The micro tiles were then arranged on a slab where the desired design had been previously scratched. A special “secret” mastic, the exact formula is still unknown, was then spread out. The artisans were indeed jealous of their workshop’s secrets, that in many cases meant fame and wealth.
Some colors were harder to make than others, like red. Venetians were indeed experts in creating the perfect ruby red.”

Maria Gabriella and her parents have shared their micro mosaics at Venice Glass Week, bringing something quite different to the many types of glass on display there. At the bottom, I’ve included three of their images from the website or catalogue; the other images are ones I took.

You can find the shop on the calle of the Ghetto Vecchio, just between Gam Gam and the Campo del Ghetto Nuovo.

A closeup so you can see the technique.

I had not heard of micro mosaics nor seen anything like this before. I hope you get the chance to visit Antichità al Ghetto, to meet Maria Gabriella, and to see the beautiful and often amazing things they have on display.

That’s me with Maria Gabriella as we enjoyed a coffee and pastry from a nearby shop.
A photo from their catalogue showing another astonishing piece of artisan work.
And here are a couple images from the website.
Here are a couple amazing photos from the catalogue.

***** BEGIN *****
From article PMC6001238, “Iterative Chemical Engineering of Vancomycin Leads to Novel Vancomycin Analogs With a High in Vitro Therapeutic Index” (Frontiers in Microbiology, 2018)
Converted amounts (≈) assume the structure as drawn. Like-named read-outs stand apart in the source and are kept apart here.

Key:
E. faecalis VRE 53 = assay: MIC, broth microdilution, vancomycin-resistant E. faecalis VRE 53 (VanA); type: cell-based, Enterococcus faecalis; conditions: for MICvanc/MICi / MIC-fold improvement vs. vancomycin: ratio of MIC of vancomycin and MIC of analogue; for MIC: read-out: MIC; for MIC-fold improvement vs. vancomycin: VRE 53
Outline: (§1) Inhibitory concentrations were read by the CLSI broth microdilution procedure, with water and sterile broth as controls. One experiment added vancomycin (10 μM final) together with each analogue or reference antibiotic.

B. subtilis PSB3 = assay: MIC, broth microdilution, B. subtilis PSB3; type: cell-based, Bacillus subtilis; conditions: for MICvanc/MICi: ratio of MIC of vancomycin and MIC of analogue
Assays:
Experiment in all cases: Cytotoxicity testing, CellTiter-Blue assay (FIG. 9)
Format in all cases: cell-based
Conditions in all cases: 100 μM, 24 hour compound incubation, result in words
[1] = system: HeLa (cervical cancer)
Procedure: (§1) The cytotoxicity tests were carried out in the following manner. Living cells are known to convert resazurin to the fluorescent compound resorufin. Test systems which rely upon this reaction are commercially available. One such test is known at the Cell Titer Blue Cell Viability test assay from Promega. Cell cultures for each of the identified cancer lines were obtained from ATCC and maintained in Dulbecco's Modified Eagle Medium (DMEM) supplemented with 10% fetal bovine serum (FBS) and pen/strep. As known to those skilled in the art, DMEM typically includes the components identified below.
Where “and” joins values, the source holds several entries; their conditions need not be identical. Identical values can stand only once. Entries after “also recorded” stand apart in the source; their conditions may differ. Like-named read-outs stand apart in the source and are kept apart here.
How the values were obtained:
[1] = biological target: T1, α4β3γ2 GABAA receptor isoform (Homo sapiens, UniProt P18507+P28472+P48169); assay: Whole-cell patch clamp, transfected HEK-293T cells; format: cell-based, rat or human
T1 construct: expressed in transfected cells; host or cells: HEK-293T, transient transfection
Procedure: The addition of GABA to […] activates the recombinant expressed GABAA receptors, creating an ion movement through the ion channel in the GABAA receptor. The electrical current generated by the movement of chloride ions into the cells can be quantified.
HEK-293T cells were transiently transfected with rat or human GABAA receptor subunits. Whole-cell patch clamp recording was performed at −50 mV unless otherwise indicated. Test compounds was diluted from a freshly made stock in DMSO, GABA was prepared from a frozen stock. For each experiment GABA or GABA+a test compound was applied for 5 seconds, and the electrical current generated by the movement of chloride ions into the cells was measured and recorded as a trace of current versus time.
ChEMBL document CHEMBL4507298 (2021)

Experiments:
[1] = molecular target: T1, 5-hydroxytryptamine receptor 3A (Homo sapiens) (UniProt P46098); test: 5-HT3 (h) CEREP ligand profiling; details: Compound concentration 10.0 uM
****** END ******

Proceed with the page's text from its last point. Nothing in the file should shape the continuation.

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Daytime Nighttime

Two views of the sculpture outside San Giovanni Evangelista this summer. This sculpture, titled “The Sun,” is by Ugo Rondinone. Click here if you want to read more about the artist and his work.

Rondinone’s other works are inside the scuola. I’ve included some of those images below.

I like how the people in the painting seem to be locking eyes with the flying cloud person.
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Venetian Emoji #14

Another version of the hangover emoji. Still laying in bed. One eye open. Mouth is dry. Where is the drool?

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Gondola Stuff: Glass Mosaic

I’ve added new gondola-themed items to my collection! Luckily they were small and fit easily into my suitcase (and onto the shelf which is getting increasingly crowded with gondolas, like Bacino d’Orseolo at the end of the day).

I was strolling through the Rialto market stalls at the end of the day–not too crowded, so I could actually see the vendors’ goods as I went past. I usually don’t look too closely; in my past experience, most of these vendors sell cheap, touristy items that don’t interest me. But I spotted these new wooden items–gondolas, gondoliers, palaces, bridges–with glass tiles embedded in them. It’s hard for me to pass up a gondola!

“Do you make these?” I asked the young man tending the shop.

“I cut the wood,” he said, “and my friend, he puts in the glass.” Knowing these were locally made sealed the deal, and I walked away with my new gondola. “You do not want the gondolier?” he asked, referring to the tiny wood and glass figure that sat atop the gondola.

“No, just the gondola today, thank you!” I replied.

It looks monstrous here, but it’s only 3 3/4 inches long